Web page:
What happens to our muscles and tendons, then, when we dutifully stretch before a run or other workout? Doesn’t this lengthen our muscles, increasing our flexibility and range of motion?
According to the science, the answer appears to be no. “There are two elements” involved in stretching a muscle, Dr. McHugh says. One is the muscle itself. The other is the mind, which sends various messages to the muscles and tendons telling them how to respond to your stretching when the discomfort of the stretching becomes too much. What changes as you stretch a muscle is primarily the message, not the physical structure of the muscle. “You’ll start to develop a tolerance” for the discomfort of the stretch, Dr. McHugh says. Your brain will allow you to hold the stretch longer. But the muscles and tendons themselves will not have changed much. You will feel less tight. But even this sensation of elasticity is short-lived, Dr. McHugh says. In a new review article of the effects of stretching that he co-wrote and that will be published soon in The Scandinavian Journal of Medicine and Science in Sports, he looked at the measurable impacts of a number of different stretching regimens. What he found was that when people performed four 90-second stretches of their hamstrings, their “passive resistance” to the stretching decreased by about 18 percent — they felt much looser — but the effect had passed in less than an hour. To achieve a longer-lasting impact, and to stretch all of the muscles involved in running or other sports, he says, would probably require as much as an hour of concerted stretching. “And the effects still wouldn’t be permanent,” he says. “You only see changes” in the actual, physical structure of the muscles “after months of stretching, for hours at a time. Most people aren’t going to do that.”
And most of us don’t need to. “Flexibility is a functional thing,” Dr. Knudson says. “You only need enough range of motion in your joints to avoid injury. More is not necessarily better.” For runners, extremely tight hamstrings and joints have been found in some studies (but not all studies) to contribute to overuse injuries. But somewhat tight hamstrings, as the Nebraska Wesleyan study showed, can make you more economical. Some degree of inflexibility may make you a better runner.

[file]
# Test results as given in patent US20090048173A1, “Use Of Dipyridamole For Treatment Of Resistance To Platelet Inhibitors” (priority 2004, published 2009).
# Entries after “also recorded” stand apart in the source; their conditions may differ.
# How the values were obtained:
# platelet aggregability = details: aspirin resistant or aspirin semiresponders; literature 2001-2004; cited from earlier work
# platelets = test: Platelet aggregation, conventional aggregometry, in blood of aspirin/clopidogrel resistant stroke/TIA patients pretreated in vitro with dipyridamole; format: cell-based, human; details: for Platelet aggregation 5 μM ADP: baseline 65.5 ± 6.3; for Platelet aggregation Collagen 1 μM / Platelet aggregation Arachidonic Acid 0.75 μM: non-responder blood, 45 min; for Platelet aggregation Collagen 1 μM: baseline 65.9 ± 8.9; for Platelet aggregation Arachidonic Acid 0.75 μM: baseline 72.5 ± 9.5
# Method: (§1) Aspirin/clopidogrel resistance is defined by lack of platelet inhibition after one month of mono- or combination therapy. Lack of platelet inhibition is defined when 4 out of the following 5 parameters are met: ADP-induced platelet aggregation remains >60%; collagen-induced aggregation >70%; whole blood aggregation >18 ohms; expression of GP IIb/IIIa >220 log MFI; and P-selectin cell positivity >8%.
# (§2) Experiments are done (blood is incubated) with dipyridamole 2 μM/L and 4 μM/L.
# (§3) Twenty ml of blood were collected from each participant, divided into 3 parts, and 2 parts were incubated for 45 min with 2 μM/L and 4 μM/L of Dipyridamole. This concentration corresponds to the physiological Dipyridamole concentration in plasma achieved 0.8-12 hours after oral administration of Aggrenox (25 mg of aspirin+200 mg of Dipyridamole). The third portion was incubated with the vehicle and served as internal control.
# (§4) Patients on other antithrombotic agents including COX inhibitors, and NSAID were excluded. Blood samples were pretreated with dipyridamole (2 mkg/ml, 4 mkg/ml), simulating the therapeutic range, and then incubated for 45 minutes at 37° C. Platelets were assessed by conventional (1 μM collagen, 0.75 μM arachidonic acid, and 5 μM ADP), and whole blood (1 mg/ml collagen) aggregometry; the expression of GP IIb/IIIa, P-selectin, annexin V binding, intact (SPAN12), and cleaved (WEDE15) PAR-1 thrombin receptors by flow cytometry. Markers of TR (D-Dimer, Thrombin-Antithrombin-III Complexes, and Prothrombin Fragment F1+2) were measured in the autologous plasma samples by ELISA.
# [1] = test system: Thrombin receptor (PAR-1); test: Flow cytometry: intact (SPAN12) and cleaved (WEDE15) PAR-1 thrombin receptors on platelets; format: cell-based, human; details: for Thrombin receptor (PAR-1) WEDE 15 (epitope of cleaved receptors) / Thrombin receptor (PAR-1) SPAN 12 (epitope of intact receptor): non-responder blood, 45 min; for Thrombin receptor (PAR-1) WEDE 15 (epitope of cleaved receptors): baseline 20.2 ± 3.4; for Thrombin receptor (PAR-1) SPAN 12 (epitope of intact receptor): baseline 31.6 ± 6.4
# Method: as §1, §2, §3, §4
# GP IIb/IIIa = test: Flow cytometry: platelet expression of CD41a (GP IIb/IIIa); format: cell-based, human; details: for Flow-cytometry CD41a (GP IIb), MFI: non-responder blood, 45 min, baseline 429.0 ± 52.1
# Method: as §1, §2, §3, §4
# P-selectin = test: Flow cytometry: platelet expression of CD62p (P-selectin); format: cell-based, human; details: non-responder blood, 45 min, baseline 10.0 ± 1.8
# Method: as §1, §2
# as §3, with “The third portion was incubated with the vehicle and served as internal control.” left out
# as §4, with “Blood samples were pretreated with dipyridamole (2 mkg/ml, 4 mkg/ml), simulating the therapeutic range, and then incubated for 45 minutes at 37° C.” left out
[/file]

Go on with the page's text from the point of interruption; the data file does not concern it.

How then to judge your own flexibility? “The sit-and-reach test is pretty good” for at-home evaluations, Dr. Knudson says, at least of your back and hamstring muscles. Using a staircase, sit and straighten your legs so that your feet push against the bottom step, toes upright. Stretch forward. “Try to lay your chest onto your thighs,” he says. If you can reach past your toes, you’re more than flexible enough. (No one yet has devised a way to reduce flexibility, by the way, although some Olympic-level coaches in other countries are rumored to be trying.)
If, on the other hand, “you can’t get anywhere near your toes, and the lower part of your back is practically pointing backward” as you reach, then you might need to try to increase your hamstring flexibility, Dr. Knudson says, to avoid injuring yourself while running, cycling or otherwise exercising. You can find multiple hamstring stretches on YouTube, although you should consult with a physical therapist before replicating them at home; proper technique is important to avoid injury. “You won’t get a lot of change,” Dr. Knudson says, ” but a little may be all you need.”
Tuesday, November 24, 2009
Sunday, November 22, 2009
Thursday, November 12, 2009
Tuesday, November 10, 2009
Jeremy Morris, a pioneer of the aerobics movement and who proved exercise is heart-healthy, dies at 99½
Jeremy Morris, Who Proved Exercise Is Heart-Healthy, Dies at 99½
Jeremy N. Morris, a British epidemiologist whose comparison of heart-attack rates among double-decker bus drivers and conductors in London in the late 1940s and early ’50s laid the scientific groundwork for the modern aerobics movement, died Oct. 28 in Hampstead, London. He was 99 ½.
“He always insisted on adding the ½,” said his daughter, Julie Zalewska.
The cause of death, she said, was pneumonia and kidney failure.
It had long been surmised that exercise and a healthy heart were correlated.
“You can go back to ancient physicians and philosophers like Hippocrates and Siddhartha who said exercise is good for you, but they didn’t have any data,” Steven N. Blair, a professor of exercise science and epidemiology at the University of South Carolina, said in an interview on Thursday. “Jerry was the guy who did the systematic research that invented the whole field of physical activity epidemiology.”
“His impact was huge,” Dr. Blair added.